Background/aims To investigate whether subjects with preperimetric glaucoma exhibit decline in patient-reported vision-related quality of life (QoL) compared with healthy individuals.
Methods This cross-sectional study included 45 patients with preperimetric glaucoma, 102 patients with perimetric glaucoma and 81 healthy controls. Perimetric glaucoma was defined by the presence of repeatable abnormal standard automated perimetry tests and corresponding optic nerve damage in at least one eye. Preperimetric glaucoma was defined based on the presence of retinal nerve fibre layer (RNFL) loss as detected by spectral-domain optical coherence tomography in the absence of visual field loss. Patient-reported QoL was measured by the 25-item National Eye Institute Visual Function Questionnaire (NEI VFQ-25).
Results Patients with preperimetric glaucoma had significantly thinner average RNFL in the better eye compared with controls (79.9±9.2 µm vs 97.8±8.6 µm; p<0.001). There was no significant difference in Rasch-calibrated NEI VFQ-25 scores between the preperimetric and control groups (72.8±16.8 vs 73.7±20.2, respectively; p=0.964). The average NEI VFQ-25 score in the perimetric glaucoma group was 58.9±18.6 and was significantly different than the average score in the preperimetric glaucoma and healthy groups (p<0.001 for both comparisons).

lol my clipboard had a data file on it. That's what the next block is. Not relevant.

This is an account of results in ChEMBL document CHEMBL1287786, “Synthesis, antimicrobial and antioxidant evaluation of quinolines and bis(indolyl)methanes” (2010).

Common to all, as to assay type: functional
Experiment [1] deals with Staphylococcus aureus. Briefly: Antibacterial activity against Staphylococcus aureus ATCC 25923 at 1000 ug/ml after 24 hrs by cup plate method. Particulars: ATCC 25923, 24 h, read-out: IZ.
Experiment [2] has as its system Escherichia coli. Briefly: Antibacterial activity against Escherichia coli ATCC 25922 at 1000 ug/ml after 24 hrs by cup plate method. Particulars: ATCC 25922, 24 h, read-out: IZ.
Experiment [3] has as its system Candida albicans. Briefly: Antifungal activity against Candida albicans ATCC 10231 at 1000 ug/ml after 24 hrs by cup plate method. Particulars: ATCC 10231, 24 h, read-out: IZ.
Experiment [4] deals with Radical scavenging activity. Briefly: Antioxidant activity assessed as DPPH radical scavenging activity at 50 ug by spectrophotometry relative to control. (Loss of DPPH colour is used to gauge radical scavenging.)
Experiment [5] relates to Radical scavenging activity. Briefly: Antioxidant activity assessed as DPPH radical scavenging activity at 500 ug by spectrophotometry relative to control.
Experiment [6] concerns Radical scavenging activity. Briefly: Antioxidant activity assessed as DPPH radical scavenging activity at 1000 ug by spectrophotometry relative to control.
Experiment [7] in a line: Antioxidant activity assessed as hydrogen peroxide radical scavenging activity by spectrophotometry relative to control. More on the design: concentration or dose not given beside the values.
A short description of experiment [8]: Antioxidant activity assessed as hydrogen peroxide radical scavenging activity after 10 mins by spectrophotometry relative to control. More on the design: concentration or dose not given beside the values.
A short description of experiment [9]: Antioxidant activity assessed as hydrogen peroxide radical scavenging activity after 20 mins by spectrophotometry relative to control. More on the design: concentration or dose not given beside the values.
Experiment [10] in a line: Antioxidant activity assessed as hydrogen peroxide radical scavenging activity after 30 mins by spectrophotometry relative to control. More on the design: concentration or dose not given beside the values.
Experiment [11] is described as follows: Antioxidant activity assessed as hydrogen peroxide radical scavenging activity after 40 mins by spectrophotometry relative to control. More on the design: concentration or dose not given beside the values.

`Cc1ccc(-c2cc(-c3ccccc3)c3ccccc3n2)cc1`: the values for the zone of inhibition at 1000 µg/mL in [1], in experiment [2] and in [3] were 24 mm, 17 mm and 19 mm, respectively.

Conclusion Contrary to patients with perimetric damage, preperimetric glaucoma does not seem to be associated with loss in QoL. Prevention of disability from glaucoma may benefit from early diagnosis during a ‘window of opportunity’ given by detecting structural loss before visual field damage.
- field of vision
- public health
- visual perception
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